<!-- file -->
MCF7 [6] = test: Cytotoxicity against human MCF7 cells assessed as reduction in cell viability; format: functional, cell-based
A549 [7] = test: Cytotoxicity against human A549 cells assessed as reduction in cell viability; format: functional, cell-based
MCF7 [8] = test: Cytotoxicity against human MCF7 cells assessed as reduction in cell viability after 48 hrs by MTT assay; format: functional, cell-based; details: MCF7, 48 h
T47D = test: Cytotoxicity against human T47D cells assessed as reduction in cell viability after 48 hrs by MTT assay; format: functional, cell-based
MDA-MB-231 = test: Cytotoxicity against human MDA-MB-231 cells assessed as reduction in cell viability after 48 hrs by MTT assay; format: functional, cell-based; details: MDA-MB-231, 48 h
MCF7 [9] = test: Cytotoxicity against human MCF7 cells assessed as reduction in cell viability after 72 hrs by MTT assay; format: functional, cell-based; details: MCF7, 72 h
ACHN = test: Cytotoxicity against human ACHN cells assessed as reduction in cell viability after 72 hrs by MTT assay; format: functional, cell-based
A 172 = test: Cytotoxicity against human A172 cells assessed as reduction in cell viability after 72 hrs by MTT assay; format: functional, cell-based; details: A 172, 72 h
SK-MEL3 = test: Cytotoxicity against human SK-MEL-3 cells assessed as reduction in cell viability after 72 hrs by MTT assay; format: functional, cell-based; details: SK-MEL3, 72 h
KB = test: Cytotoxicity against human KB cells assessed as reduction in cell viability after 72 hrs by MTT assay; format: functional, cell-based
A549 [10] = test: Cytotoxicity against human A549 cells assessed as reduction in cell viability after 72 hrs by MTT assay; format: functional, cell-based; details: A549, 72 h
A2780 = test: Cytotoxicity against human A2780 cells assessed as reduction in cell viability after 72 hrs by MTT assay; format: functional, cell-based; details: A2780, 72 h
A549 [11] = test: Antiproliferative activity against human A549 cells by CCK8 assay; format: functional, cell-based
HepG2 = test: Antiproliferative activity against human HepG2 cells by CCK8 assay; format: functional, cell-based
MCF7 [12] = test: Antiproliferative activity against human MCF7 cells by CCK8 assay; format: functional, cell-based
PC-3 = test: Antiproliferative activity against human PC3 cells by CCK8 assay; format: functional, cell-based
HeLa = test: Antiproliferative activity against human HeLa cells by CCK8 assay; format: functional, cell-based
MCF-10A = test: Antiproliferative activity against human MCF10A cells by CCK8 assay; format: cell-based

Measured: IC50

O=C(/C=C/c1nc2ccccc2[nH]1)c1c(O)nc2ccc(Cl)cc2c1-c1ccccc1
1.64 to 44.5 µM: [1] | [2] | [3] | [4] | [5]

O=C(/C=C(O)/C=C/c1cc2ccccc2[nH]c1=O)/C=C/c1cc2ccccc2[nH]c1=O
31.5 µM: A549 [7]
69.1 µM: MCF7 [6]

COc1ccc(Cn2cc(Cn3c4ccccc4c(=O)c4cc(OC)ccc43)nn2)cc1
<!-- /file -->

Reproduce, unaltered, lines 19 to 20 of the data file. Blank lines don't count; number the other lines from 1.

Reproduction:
Measured: IC50

O=C(/C=C/c1nc2ccccc2[nH]1)c1c(O)nc2ccc(Cl)cc2c1-c1ccccc1